Monday, June 27, 2016

Berned By Health Care Truths

With the primaries over, Bernie Sanders' damage to Hillary Clinton's general election prospects looks to be less than that inflicted by Donald Trump to Republican White House aspirations. Still, Bernie hasn't given up on further forcing Hillary to the left in the Democratic Convention, which can harm mainstream Americans.

For instance, a minimum wage of $15 in expensive cities may be fine, but applying that nationally (compared to $12 proposed by Hillary) can seriously depress employment and the economy, plus raise costs. Other stances with similar downsides are opposition to trade, breaking up big banks (instead of just regulating them better) and supporting aggressive union action. An example of the last is Verizon workers who after a long and bitter strike won costly concessions at company and customers' expense.

The irony is that on one major issue where Bernie's views are right, which is in health care, he risks harm to the cause by shouting them from the rooftops. It's the equivalent of alerting your quarry before the hunt, or revealing your battle plans in advance to the enemy. That's why I can perfectly understand Hillary's restraint till the election is over. The question is, does Bernie not get it, or is he just too self absorbed amidst the media coverage and adulation of his supporters to really care?

Many of these Bernie declarations are contained in his Medicare for All proposals on his website, particularly on what they'll cost and how he would pay for them. Foremost among these is that universal coverage through single payer system will cost a lot less than our present $3 trillion a year. Bernie sees savings of $6 trillion over 10 years, or nearly 20%.

Other advanced economies incur half or less than the U.S. in per capita expenses. So these estimated savings by Bernie are not only realistic but can be easily and vastly surpassed with reforms done right. Moreover, the single payer system can maintain or improve quality while also stimulating the economy because employers no longer have to incur added health costs for workers hired by them.

These enormous savings are sure to adversely affect the largest players in the health industry that also happen to be the biggest buyers of political influence,  And remember, their actual spend is probably multiples of the official figures, and they can vastly increase it if the perceived threat to their interests rises. This explains Hillary's reluctance to match Bernie's rhetoric and the root problem with his insistence on its adoption into the Democratic platform during the Convention.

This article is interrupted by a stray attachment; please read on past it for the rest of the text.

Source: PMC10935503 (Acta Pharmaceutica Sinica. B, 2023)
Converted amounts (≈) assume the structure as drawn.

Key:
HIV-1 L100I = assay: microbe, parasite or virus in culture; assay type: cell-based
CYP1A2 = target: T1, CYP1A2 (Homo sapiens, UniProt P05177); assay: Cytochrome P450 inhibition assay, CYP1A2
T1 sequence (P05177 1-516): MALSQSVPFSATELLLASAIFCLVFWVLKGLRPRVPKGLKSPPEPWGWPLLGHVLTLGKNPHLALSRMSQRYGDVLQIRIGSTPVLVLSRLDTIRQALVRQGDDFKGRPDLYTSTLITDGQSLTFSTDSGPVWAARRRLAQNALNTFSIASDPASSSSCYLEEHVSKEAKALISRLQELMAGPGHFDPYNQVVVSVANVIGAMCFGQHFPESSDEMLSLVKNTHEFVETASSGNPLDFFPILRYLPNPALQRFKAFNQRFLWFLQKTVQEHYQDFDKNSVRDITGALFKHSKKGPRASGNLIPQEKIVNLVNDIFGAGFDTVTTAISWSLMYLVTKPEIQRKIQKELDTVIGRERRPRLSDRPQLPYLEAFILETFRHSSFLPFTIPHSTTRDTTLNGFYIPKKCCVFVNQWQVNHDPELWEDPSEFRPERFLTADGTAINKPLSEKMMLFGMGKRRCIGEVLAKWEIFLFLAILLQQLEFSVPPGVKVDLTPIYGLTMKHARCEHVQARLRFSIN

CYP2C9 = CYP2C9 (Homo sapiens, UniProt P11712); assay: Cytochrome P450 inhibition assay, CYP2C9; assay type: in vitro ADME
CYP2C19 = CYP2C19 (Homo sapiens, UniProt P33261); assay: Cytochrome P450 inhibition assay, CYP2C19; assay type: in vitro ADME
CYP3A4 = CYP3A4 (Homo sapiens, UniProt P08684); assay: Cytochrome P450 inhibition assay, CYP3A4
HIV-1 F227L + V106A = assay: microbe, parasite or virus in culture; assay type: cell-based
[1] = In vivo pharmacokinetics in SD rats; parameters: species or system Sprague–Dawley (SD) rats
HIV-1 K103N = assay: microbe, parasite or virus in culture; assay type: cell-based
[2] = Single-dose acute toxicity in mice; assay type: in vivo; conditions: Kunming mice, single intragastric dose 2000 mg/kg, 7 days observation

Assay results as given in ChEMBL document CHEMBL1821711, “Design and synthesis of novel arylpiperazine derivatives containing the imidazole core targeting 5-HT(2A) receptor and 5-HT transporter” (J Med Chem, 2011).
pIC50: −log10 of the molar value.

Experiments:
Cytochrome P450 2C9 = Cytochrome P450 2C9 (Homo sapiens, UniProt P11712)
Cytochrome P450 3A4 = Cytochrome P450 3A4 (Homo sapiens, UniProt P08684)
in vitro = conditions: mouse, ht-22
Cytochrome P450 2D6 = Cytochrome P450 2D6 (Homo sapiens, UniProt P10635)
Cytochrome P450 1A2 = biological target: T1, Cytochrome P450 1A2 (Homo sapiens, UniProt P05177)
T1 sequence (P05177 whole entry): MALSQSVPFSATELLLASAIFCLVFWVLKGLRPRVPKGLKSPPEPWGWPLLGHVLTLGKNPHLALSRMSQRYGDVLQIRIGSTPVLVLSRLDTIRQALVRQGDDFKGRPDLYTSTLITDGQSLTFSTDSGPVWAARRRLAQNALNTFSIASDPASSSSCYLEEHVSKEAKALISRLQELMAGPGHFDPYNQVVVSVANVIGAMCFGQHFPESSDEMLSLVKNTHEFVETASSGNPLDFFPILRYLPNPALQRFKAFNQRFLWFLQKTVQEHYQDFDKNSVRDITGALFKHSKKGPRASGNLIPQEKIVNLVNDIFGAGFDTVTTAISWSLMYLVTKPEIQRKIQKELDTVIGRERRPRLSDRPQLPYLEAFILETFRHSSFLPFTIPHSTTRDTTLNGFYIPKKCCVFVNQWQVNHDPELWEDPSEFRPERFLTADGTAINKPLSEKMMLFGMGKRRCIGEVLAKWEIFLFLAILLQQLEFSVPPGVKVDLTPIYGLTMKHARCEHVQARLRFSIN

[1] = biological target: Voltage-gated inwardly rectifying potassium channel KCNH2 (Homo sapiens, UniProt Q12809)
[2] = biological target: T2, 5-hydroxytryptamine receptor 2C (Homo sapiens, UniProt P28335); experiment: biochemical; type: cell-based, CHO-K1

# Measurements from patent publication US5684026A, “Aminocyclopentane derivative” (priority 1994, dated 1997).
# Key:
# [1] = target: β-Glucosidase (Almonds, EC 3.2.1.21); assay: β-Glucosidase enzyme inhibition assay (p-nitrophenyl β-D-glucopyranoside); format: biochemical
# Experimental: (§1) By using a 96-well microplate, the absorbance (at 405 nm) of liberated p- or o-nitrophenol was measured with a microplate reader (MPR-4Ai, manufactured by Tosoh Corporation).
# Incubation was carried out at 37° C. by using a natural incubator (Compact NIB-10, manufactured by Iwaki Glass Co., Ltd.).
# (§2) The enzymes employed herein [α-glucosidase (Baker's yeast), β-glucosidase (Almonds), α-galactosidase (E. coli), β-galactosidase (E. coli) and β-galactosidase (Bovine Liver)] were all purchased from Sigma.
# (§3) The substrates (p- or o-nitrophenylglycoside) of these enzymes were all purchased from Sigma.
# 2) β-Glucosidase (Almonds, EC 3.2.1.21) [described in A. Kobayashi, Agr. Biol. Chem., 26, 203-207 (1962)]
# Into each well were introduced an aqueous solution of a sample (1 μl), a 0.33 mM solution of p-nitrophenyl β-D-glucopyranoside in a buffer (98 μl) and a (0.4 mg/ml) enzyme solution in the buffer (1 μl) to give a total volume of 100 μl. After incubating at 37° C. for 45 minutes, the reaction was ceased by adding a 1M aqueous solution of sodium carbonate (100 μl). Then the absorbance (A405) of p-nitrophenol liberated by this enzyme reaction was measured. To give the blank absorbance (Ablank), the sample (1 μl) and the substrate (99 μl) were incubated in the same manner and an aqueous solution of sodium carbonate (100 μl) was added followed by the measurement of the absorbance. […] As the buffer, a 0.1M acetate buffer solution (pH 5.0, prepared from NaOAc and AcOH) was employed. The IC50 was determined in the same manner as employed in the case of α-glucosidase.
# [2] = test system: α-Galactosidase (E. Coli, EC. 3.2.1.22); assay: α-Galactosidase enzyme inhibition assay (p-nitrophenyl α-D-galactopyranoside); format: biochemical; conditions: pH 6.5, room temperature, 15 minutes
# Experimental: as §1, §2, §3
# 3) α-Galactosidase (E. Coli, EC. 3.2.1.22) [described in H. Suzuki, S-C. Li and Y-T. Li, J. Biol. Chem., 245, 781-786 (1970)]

Such action will amp up funding and efforts by well endowed healthcare providers and insurers to beat Democratic candidates in the coming general elections. Smart individual contributors can (and do) dodge disclosure laws on political giving to hide industry linkages.

Doctors and insurers for instance can use spouses and children so that their contributions appear to be coming from home makers and students. In any case our laws on Super PAC (non) disclosure and the deceptive names they use obscure their true identity from the average American. We also tend to trust doctors, so industry self serving ads with doctors in white coats solemnly denouncing reforms can sway many voters who do not see through the subterfuge.

Second, there is almost no chance of getting "Medicare for All" legislation directly passed by Congress even if Democrats regain a narrow majority in both houses, leave alone without it. Passage of the measure in the Senate alone will need at least 65 Democrats among the 100 Senators to get a 60 filibuster proof majority. This is because (going by the experience with the public option in 2010) all Republicans and five Democrats bought or intimidated by health lobbies can be expected to oppose it. Democrats last had that kind of 65+ majority in 1967 and are at 46 (including two Democratic leaning Independents) right now.

Remember, Hillary's 1993 drive for universal health coverage was foiled mainly by the health insurers - without doctors and hospitals - joining forces with the Republicans and Libertarians. That too post elections with Democrats firmly controlling both Houses. The obstacles would be much worse now, with Democrats in a minority in Congress, health providers teaming up with health insurers to defeat Medicare for All, and during a frenzied election season. Hillary learned her lesson, and this explains her restraint at this time.

The practical path with some chance of success to Medicare for All is the approach hinted at by Hillary - make a concerted push for the strong public option, AFTER the elections. If Medicare is allowed to offer plans at cost in public exchanges, it will win out over private insurers, given its efficiency of scale, simplicity, buying power, and absence of a profit objective.

To make all this happen, Democrats need to score big in the upcoming Congressional elections, apart from winning the White House. The chances are much better by attracting centrist voters and letting lie the sleeping dogs of medical special interests. That means Bernie should drop his several wrong headed ideas - and this lone valid one about single payer - for inclusion into the Democratic platform at the upcoming Convention.